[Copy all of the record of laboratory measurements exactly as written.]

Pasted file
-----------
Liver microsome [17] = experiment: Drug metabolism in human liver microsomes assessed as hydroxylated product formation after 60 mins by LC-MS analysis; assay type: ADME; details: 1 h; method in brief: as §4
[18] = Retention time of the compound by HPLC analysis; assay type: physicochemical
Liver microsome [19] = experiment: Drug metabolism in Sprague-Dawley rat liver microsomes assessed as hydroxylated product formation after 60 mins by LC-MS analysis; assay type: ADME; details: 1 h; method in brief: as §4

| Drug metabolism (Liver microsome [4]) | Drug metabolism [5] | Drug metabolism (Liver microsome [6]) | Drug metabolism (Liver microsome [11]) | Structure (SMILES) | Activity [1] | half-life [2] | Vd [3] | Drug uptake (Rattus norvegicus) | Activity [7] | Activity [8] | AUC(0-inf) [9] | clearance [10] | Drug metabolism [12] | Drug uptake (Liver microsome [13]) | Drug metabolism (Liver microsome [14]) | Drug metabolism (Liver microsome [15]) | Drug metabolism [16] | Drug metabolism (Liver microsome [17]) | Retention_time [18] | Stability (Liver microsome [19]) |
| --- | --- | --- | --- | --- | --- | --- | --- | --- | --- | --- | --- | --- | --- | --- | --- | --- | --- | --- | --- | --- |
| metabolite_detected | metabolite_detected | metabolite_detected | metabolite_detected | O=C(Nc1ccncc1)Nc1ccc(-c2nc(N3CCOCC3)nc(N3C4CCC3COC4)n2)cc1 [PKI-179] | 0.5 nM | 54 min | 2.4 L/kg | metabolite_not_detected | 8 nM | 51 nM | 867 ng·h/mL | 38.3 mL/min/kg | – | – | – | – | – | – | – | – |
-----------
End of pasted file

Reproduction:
Liver microsome [17] = experiment: Drug metabolism in human liver microsomes assessed as hydroxylated product formation after 60 mins by LC-MS analysis; assay type: ADME; details: 1 h; method in brief: as §4
[18] = Retention time of the compound by HPLC analysis; assay type: physicochemical
Liver microsome [19] = experiment: Drug metabolism in Sprague-Dawley rat liver microsomes assessed as hydroxylated product formation after 60 mins by LC-MS analysis; assay type: ADME; details: 1 h; method in brief: as §4

| Drug metabolism (Liver microsome [4]) | Drug metabolism [5] | Drug metabolism (Liver microsome [6]) | Drug metabolism (Liver microsome [11]) | Structure (SMILES) | Activity [1] | half-life [2] | Vd [3] | Drug uptake (Rattus norvegicus) | Activity [7] | Activity [8] | AUC(0-inf) [9] | clearance [10] | Drug metabolism [12] | Drug uptake (Liver microsome [13]) | Drug metabolism (Liver microsome [14]) | Drug metabolism (Liver microsome [15]) | Drug metabolism [16] | Drug metabolism (Liver microsome [17]) | Retention_time [18] | Stability (Liver microsome [19]) |
| --- | --- | --- | --- | --- | --- | --- | --- | --- | --- | --- | --- | --- | --- | --- | --- | --- | --- | --- | --- | --- |
| metabolite_detected | metabolite_detected | metabolite_detected | metabolite_detected | O=C(Nc1ccncc1)Nc1ccc(-c2nc(N3CCOCC3)nc(N3C4CCC3COC4)n2)cc1 [PKI-179] | 0.5 nM | 54 min | 2.4 L/kg | metabolite_not_detected | 8 nM | 51 nM | 867 ng·h/mL | 38.3 mL/min/kg | – | – | – | – | – | – | – | – |